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EXR's loose their Alpha interpretation settings

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Steve Bentley
EXR's loose their Alpha interpretation settings
on Aug 3, 2018 at 9:11:36 pm

EXR's have been mentioned in this forum a lot of late so I thought I'd ask something that has vexed me ever since EXR's emerged from ILM:
Why can't EXR's keep their interpretation settings in the Project panel?
We often replace footage and always use a Straight alpha. But once we replace an EXR sequence we always have to go back in and remind the EXR's that they should have a Straight alpha even though it was set on first importation. They do seem to keep their "preserve RGB" settings if that has been selected the same goes for their frame rate.
These file have been rendered with a Straight alpha and not premult, so it's not like they are returning to what they were rendered with.
Thoughts?



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Andrew Somers
Re: EXR's loose their Alpha interpretation settings
on Aug 3, 2018 at 9:52:15 pm

Hi Steve, have you modified your Interpretation Rules?

The rules has this line near the bottom:

# OpenEXR is premultiplied by convention
*, *, *, "oEXR", * ~ *, *, *, P, *, *
You can find it here:
~UserName/Library/Preferences/Adobe/After Effects/11.0/Interpretation Rules.txt

Just FYI, the EXR spec defines the RGB channels as premultiplied, it's actually part of best practices/recommendations for use. Here's what they have to say on the subject, starting on page 20:
http://www.openexr.com/TechnicalIntroduction.pdf

Nevertheless, if you want it to always be STRAIGHT, then you can make the line read:

# OpenEXR set default to interpret alpha to straight.
*, *, *, "oEXR", * ~ *, *, *, S, *, *
I set that as a SOFT rule (using the tilde ~ ) so if the file has metadata that specifies premult, then it will come in premult.

In Interpretation rules you can also add in the color profile, frame rate, and linearization to what you most often use. Here I set it as a hard rule (using the equals = ) so this line overides embedded meta data.

# OpenEXR set default to interpret alpha to straight, 2398, sRGB Primaries and Linear.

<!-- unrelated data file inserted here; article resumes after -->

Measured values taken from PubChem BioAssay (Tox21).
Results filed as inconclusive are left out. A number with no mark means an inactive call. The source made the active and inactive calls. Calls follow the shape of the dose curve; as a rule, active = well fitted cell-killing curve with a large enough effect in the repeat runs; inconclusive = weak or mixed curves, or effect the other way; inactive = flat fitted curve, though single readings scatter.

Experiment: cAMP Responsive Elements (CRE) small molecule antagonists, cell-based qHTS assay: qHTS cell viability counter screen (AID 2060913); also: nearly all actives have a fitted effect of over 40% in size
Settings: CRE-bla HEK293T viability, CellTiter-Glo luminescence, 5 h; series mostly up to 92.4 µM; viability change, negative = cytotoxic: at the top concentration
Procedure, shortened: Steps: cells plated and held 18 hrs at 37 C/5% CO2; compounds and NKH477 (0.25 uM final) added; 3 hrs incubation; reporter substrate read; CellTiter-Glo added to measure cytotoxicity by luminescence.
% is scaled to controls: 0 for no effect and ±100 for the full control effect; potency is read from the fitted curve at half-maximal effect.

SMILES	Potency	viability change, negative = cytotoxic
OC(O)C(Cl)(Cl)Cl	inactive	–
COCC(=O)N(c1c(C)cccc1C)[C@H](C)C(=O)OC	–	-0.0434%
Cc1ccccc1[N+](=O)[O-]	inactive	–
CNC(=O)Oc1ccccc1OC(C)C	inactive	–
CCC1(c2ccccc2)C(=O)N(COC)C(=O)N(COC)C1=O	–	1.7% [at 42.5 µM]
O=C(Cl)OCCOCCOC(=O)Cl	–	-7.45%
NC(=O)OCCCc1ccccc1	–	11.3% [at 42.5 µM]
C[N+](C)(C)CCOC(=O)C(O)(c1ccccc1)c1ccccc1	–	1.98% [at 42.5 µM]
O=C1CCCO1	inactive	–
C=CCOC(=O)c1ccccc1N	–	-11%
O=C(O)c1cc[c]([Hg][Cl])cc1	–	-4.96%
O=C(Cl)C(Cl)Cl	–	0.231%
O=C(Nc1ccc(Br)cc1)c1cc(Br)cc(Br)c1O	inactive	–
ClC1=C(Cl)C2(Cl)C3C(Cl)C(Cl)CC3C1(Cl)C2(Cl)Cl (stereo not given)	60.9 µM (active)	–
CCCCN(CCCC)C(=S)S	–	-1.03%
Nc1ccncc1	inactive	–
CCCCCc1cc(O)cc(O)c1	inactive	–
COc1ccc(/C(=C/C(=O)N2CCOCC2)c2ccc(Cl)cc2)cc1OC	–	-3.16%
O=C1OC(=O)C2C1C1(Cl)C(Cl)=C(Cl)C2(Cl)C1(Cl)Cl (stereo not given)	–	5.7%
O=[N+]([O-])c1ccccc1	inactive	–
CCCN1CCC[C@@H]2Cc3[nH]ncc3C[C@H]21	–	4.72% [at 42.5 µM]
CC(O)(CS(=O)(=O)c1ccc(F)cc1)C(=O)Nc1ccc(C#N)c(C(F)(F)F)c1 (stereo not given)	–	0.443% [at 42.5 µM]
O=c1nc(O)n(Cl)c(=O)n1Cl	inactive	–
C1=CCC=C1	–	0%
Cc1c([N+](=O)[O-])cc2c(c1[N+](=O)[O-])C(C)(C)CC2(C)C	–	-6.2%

*, *, 23.976, "oEXR", * = *, *, *, S, "sRGB", 1

Hope that helps.


Andy

Andrew Somers
VFX & Title Supervisor
http://GeneralTitles.com


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Steve Bentley
Re: EXR's loose their Alpha interpretation settings
on Aug 3, 2018 at 10:15:47 pm

Thanks for that Andy. I'd forgotten about that pref file.

I had a heated (in a good way) conversation with Piotr about premult vs straight when the spec was first being born but I'll review it again now that I have more or less gray (hair and brain cells respectively). I've always railed against the "norm" of the premult alpha in the industry given that anytime we were having a matting issue I could solve it by working in a "straight" pipeline. But I've given up yelling into the wind; it seemed for a while I was the only one that cared or knew.

One of the questions I ask my new hires is: What's the diff between straight and premult? - to date I have yet to have anyone answer that question correctly (and I don't even want the math/techie answer); most don't even try.
I think perhaps VFX has gotten to compartmentalized, due probably to sheer size of projects, and that kind knowledge gets lost by all but the TD's. And in some ways that takes some of the fun out of it.



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Andrew Somers
Re: EXR's loose their Alpha interpretation settings
on Aug 3, 2018 at 11:27:52 pm

Yea I agree there are plenty of times when straight is better than premult. In fact I was so used to working in straight that when EXR came along I remember being surprised that they went that way. Nevertheless, I see their rationale as to the value when working in scene linear.

I'll pause briefly to mention that After Effects (and PS) don't handle alpha channels in linear light "quite right" — AE has some definite issues with opacity not functioning as expected when converting to or from a gamma encoded environment for instance.

Nevertheless I use the UNMULT plugin to convert to straight alpha in AE — something so basic and simple I think AE should just "do it".

Andrew Somers
VFX & Title Supervisor
http://GeneralTitles.com


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